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Homework Help: Integration bounds when integrating a half sphere

  1. Jan 31, 2007 #1
    I have to integrate over the northern hemisphere of a sphere. The answer states that the integration bounds for r is 0 to R, for theta it's 0 to pi/2, for phi it's 0 to 2pi.

    What I don't understand is why theta doesn't go from 0 to 2pi. If I had to set this up, I would have theta going from 0 to 2pi and phi going from 0 to pi.

    Can someone please explain this.
  2. jcsd
  3. Jan 31, 2007 #2


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    I'll assume you mean integrating over the volume of the northern hemisphere, since you say r varies from 0 to R, and is not fixed at R (for a surface integration).

    Phi is the angle in the plane of the equator, and theta is the angle down from the North Pole. So when you sweep theta pi/2, that's the half of a longitude line that lies in the northern hemisphere. When you sweep that vertical longitude line all the way around for phi = 0 to 2pi to cover the full northern hemisphere.

    If instead you sweep theta from 0 to 2pi, that is the full length of the longitude line from North Pole to South Pole.
  4. Feb 1, 2007 #3
    What happens if you do [tex] \frac {dx}{dr} of \frac {2}{3} \pi r^3?[/tex] or the volume of half a sphere, what do you end up with?:smile:

    [tex]2 \pi r^2[/tex]


    Last edited: Feb 1, 2007
  5. Feb 1, 2007 #4


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    In their never ending battle to confuse one another, mathematicians and physicists use opposite conventions for [itex]\theta[/itex] and [itex]\phi[/itex]. In most calculus books, you will see [itex]\theta[/itex] used for the "longitude" (measured around the equator) and [itex]\phi[/itex] for the "co-latitude" (measured down from the north pole)- physics text books reverse that. You are using the "physics" convention. In this case, as you have been told, the measurement around the equator, [itex]\phi[/itex], for the entire sphere, goes all the way around- from 0 to [itex]2\pi[/itex]. Notice that if the co-latitude, [itex]\theta[/itex], also went from 0 to [itex]2\pi[/itex], points would have two sets of coordinates. The point with [itex]\phi= 3\pi/2[/itex], [itex]\theta= \pi/2[/itex] could also be labeld [itex]\phi= \pi/2[/itex], [itex]\theta= 3\pi/2[/itex]. Taking [itex]\theta[/itex] from 0 to [itex]\pi[/itex] only solves that problem. Of course, to get the "northern hemisphere" only, you take [itex]\theta[/itex] from 0 to [itex]\pi/2[/itex].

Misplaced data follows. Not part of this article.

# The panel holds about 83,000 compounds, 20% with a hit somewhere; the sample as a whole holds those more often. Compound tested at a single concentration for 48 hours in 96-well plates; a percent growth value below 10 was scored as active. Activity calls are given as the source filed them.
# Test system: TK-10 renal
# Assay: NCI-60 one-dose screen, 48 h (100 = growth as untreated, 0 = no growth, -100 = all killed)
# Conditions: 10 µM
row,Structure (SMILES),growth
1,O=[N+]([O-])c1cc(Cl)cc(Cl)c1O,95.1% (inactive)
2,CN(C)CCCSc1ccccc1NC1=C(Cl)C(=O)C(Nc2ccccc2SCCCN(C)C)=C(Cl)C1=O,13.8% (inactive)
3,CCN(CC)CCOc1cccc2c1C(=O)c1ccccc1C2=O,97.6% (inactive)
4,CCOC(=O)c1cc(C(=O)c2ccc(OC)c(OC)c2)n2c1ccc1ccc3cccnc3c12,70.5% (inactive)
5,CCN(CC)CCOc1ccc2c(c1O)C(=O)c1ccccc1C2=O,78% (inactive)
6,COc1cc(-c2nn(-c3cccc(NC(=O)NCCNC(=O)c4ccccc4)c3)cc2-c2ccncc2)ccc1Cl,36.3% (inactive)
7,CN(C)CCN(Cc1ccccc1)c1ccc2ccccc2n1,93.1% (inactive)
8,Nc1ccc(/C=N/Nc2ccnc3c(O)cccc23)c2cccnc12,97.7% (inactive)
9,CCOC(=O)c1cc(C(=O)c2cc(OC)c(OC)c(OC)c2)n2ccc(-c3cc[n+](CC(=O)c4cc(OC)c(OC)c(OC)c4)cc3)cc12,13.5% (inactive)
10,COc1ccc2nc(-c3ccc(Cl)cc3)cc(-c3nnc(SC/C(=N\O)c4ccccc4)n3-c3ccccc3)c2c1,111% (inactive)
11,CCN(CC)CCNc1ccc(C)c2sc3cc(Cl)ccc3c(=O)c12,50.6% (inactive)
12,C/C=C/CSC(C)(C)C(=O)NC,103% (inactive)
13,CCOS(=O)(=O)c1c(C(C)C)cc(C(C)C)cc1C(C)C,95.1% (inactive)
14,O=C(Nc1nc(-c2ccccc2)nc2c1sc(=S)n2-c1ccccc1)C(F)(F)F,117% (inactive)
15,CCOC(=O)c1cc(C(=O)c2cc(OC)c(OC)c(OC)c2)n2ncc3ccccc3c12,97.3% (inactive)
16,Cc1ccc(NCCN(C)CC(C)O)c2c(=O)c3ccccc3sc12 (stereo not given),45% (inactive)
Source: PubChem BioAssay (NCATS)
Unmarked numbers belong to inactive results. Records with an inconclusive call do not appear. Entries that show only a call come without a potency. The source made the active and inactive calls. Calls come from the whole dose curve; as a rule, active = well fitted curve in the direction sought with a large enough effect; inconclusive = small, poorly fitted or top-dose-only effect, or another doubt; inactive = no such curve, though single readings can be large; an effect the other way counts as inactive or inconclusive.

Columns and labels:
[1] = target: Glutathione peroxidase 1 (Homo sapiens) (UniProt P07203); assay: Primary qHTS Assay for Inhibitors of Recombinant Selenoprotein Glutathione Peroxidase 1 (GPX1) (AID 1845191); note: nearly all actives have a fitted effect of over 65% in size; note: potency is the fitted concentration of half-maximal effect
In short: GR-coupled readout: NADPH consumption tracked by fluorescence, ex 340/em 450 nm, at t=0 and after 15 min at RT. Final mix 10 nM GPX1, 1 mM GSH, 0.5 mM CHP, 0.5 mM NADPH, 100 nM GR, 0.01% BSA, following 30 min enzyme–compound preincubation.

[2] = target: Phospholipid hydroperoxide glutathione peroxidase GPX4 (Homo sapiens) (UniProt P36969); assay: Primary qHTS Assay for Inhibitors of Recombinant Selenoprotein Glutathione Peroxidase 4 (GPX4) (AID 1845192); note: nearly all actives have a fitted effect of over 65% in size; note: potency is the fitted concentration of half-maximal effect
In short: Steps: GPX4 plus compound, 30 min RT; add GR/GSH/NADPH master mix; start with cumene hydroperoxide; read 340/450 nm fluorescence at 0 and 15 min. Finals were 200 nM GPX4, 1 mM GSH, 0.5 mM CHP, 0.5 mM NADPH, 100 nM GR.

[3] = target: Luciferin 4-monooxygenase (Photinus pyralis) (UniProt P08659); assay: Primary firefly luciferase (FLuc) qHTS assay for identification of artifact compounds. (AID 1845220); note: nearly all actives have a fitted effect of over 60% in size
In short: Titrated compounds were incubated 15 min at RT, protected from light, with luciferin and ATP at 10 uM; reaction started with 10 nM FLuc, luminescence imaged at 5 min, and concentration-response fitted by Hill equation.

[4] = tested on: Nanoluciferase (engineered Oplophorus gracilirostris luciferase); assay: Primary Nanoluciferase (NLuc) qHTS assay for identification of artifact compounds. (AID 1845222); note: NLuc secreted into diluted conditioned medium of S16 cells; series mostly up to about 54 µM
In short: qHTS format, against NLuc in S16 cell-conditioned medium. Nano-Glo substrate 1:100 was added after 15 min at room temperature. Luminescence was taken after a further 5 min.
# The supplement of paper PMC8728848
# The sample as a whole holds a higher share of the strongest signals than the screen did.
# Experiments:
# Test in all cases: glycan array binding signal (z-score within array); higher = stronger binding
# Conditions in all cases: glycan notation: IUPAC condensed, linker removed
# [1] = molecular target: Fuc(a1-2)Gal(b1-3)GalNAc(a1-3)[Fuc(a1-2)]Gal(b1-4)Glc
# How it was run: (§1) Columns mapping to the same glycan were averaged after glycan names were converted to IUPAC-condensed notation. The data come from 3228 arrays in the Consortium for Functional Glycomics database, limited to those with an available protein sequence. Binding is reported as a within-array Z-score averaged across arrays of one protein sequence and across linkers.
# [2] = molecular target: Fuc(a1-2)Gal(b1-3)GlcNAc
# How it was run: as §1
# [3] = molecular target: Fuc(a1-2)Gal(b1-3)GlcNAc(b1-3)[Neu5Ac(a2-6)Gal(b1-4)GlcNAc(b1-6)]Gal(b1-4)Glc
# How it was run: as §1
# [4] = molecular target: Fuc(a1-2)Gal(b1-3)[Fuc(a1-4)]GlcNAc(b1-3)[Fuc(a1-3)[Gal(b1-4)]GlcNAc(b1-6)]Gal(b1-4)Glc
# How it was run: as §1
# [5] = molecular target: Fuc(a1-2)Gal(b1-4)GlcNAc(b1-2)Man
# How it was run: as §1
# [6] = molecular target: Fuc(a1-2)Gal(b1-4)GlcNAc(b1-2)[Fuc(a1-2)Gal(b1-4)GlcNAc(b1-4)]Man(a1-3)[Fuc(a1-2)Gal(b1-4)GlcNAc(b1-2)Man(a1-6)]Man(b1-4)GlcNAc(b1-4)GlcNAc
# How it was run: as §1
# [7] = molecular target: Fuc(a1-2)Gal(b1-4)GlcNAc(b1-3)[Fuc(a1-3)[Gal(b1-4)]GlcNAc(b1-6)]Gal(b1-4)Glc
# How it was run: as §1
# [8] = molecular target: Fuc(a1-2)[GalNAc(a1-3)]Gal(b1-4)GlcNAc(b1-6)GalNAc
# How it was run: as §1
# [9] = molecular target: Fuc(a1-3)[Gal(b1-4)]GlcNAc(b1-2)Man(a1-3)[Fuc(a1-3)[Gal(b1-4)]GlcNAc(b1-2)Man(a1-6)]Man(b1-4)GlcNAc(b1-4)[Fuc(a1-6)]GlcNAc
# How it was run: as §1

Last edited by a moderator: Feb 2, 2007
  6. Feb 1, 2007 #5
    You'll also notice if you multiply [tex] \frac {3\pi}{2}. \frac{\pi}{2}= \frac {3}{4} \pi^2[/tex]

    Try integrating that with the radius? What do you end up with? yup

    [tex] \frac {4}{3} \pi r^3[/tex]

    [tex] \frac{dy}{dx}\frac {4}{3}\pi r^3=[/tex]

    :smile: It all makes beautiful sense, and it's where Archimedes got his calculations from, although his integration methods would have been different from the way modern integration worked, and he had no general rules to work from :smile:

    EDIT: neat way of checking your answers too :smile:
    Last edited: Feb 1, 2007
  7. Feb 1, 2007 #6


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    Wow, thanks!! That really clears things up. It's funny, when I pulled out a textbook at home last night to double-check the convention so that I could reply to the OP, I pulled out a physics text first, and used that convention (which apparently was the same as the OP's problem was assuming). But as I looked at the convention in the text, I was saying to myself how I thought it was just the opposite! I feel better now. :blushing:
  8. Feb 1, 2007 #7
    What I don't get is this:

    When integrating over an entire sphere, [tex]\theta[/tex] would go from 0 to [tex]2\pi[/tex]. So if I integrate a half sphere, why not go from 0 to [tex]\pi[/tex]? That would cover the range of [tex]\theta[/tex] that is in the northern hemisphere.

    EDIT: Never mind, I think I can see it now. So if I was integrating the entire sphere, [tex]\theta[/tex] would just go from 0 to [tex]\pi[/tex] right?
    Last edited: Feb 1, 2007
  9. Feb 1, 2007 #8


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    Correct. That would pick up the southern hemisphere as well.
  10. Feb 1, 2007 #9
    Well I was useless as usual but, I'm used to it. what is 1/2 of. Check your answers with the simple formula that = dy/dx. It's just so obvious if you look at what lies behind it. I guess I tried to convey that and failed.
  11. Feb 2, 2007 #10


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    How did the [itex]\pi^2[/itex] suddenly become [itex]\pi[/itex]

  12. Feb 2, 2007 #11
    it didn't but I assume if you put r into the equation or relate it, the formula becomes :-

    [tex]\int \frac{3}{4} \pi^2=\frac{4}{3} \pi^3+C[/tex]

    Accounting for the radius in relation to a sphere=

    [tex]\frac{4}{3}\pi r^3 [/tex]

    Am I wrong?
    Last edited: Feb 2, 2007
  13. Feb 2, 2007 #12


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    [tex]\int \frac{3}{4} \pi^2.=\frac{4}{3} \pi^3+C[/tex]

    What does the . represent there? What are you integrating with respect? HOW are you putting r in there?
  14. Feb 2, 2007 #13
    Oh it's a typo I just mean r in respect to a sphere given that area always integrate to a..

    OK I edited it. now theirs no . :smile:

    It's all covered in the article I quoted anyway.


    [tex](x - x_0 )^2 + (y - y_0 )^2 + ( z - z_0 )^2 = r^2 \,.[/tex]

    [tex]x = x_0 + r \sin \theta \; \cos \phi
    y = y_0 + r \sin \theta \; \sin \phi \qquad (0 \leq \theta \leq \pi \mbox{ and } -\pi < \phi \leq \pi) \,
    z = z_0 + r \cos \theta \,)[/tex]


    [tex]A = 4 \pi r^2 \,[/tex]

    [tex]V = \frac{4}{3}\pi r^3.[/tex]
    Last edited: Feb 3, 2007
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